You want to raise as many BTNs as you can get away with before/unless villain adjusts. So theoretically you can start off by opening 100% and seeing how villain responds. Some people will start off at 85-90%, because opening 100% has a certain feel to it that causes some villains to play back faster (‘omg he’s blindly clicking raise every time he has the BTN’) than if you occasionally fold your BTN (‘oh he has some standards, even if they’re minimal.’)

You may want to start reducing your BTN opens if villain starts 3- betting a lot and is hyper-aggro in 3-bet pots / doesn’t fold easily to positional pressure and is generally hyper-aggro OOP / will pay you off lightly but will not go away often enough when you have air unless you put stacks into play every time. In such cases, opening super-wide might still be profitable if you’re skilled post-flop, but the match becomes much easier to play if you reduce your opens to like 60%-75%, especially since most villains of the type I described won’t adjust well. (For example, there are hugely losing villains whose basic approach is to try to win every pot, literally, no matter how many chips they risk and almost no matter what kind of resistance you put up. Opening super-wide against them can get really tough if you’re not running hot or sick good, because you basically have to show them a hand or bluff for stacks or fold and bleed off chips every time you enter a pot.)

As far as raise-sizing pf goes, I recommend HokieGreg’s advice (which I presume is standard) when getting started, until you design a scheme of your own that you prefer for whatever reason. The key is that your pf raise-sizing should take effective stack size into account. You don’t want to be opening 3x when too shallow, because it’s pretty easy to exploit by 3-bet shoving, unless you open a ridiculously low percentage of hands. There are posts about this on this forum; search for “3-bet shoving 25 bbs deep” by Insane_Steve. Anyway, HokieGreg’s advice: raise 3x between 75-51 bbs deep, raise 2.5x between 50-30 bbs deep, and raise 2x between 30-13 bbs deep. Below that, a lot of people start playing push-or-fold preflop, using the Nash Equilibrium tables as a guide.

As far as limping is concerned, some people never/rarely do it, and stick to raise-or-fold pf, and do just fine. Others will limp anything they’re not raising, until villain starts attacking their limps, and then they’ll mix in some strong hands into their limps and fold the very worst of their limping hands, in order to make life harder for villain. I typically don’t limp until the effective stack is less than 23bbs, then I start doing it with many weakish and some strong hands. So there’s a lot of flexibility in this arena.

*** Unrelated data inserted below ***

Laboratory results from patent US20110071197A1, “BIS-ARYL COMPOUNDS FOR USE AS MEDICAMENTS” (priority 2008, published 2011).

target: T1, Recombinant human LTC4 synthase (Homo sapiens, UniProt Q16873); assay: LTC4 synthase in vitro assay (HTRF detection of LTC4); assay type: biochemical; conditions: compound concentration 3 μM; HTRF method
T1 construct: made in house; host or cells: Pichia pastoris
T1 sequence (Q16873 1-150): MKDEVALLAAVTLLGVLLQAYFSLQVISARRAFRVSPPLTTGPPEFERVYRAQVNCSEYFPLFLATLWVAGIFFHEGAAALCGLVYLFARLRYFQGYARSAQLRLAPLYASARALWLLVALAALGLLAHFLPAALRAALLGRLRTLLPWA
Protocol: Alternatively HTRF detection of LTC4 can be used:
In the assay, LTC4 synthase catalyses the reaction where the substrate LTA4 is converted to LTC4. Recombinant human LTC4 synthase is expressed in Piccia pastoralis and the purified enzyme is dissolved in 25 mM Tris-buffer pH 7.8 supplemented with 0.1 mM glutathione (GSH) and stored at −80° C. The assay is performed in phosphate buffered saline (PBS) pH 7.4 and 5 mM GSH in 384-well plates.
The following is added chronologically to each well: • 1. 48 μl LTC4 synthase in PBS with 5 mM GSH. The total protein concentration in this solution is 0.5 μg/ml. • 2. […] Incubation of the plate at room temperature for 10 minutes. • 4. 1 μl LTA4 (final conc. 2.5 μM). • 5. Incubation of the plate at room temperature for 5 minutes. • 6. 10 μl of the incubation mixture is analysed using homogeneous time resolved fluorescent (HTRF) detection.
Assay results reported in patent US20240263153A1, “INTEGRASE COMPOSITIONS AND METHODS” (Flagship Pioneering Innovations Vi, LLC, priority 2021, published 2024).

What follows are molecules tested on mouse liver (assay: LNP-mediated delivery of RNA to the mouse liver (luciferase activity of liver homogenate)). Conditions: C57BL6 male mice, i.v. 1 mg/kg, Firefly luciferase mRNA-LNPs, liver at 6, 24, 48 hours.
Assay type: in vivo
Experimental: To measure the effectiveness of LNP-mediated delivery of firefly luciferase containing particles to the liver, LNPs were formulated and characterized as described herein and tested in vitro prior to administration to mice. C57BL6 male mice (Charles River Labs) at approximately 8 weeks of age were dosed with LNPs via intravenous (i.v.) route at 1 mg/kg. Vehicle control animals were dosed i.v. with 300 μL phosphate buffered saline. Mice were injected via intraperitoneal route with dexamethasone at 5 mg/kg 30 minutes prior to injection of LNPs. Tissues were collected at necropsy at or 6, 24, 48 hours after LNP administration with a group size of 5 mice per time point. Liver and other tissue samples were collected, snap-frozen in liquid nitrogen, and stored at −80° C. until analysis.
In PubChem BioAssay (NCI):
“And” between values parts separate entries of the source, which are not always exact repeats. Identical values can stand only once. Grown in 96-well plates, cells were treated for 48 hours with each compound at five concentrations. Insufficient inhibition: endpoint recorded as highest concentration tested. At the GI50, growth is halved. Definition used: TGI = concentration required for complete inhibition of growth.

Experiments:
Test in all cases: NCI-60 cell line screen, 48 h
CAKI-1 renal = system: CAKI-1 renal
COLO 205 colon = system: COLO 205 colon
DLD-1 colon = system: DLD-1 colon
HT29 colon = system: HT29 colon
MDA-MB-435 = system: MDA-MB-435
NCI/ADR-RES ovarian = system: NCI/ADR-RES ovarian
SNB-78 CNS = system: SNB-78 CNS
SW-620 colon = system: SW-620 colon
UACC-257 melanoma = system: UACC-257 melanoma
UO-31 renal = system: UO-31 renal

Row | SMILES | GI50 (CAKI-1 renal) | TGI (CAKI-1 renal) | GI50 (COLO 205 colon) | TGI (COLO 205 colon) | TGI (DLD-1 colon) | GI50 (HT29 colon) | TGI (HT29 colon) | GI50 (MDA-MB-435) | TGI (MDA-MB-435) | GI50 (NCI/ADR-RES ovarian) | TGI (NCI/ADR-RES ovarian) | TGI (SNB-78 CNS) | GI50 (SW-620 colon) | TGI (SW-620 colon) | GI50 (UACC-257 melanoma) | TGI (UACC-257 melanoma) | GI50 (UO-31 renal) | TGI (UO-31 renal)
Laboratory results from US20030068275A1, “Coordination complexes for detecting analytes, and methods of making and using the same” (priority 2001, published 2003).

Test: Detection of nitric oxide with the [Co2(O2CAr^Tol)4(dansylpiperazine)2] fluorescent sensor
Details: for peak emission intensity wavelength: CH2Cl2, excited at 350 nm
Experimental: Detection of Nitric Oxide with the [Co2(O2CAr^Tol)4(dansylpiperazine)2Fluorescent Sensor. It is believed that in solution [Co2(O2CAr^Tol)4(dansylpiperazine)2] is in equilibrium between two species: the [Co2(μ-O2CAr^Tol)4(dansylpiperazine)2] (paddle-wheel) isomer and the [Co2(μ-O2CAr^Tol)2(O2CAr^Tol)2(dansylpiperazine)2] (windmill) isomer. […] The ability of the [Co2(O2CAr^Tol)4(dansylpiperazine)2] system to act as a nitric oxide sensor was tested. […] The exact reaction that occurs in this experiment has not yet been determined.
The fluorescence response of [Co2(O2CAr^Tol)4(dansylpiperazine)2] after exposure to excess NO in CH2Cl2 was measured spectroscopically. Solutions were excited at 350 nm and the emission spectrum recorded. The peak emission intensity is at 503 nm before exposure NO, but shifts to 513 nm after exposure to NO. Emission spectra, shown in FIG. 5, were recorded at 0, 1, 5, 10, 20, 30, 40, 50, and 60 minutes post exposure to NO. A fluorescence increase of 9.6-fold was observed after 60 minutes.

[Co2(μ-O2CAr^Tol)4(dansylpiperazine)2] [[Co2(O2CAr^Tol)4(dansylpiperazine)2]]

Finally, you say OOP you call anything remotely decent and raise all decent hands to 3 bb. I’m not sure exactly what ranges you mean here, but I strongly recommend starting out by playing very tight OOP. You can call min-raises a little wider than 3x raises, but the key is to play OOP pots much less frequently than pots in position. Look for hands that flop well, where both cards can make a decent pair, so K9s > A2o. Also watch how frequently your opponent raises; you don’t want to be calling with dominated hands against a nitty BTN-raiser (they do show up.) Your OOP play is of course conditioned but how well or poorly villain plays post-flop. Some guys will give you free turns when they miss and check/fold when they don’t connect and you fire turn or river. Others will c-bet 100% but play very weakly against frequent check-raises. But please, please start off by playing tightly OOP. And if someone limps into your BB, don’t raise their limp with a wide range until you know exactly what you’re doing. Start off by only raising limps with something like 88+, QJ+, KT+, AT+, and taking free flops with the rest of your hands.

– Lagdonk


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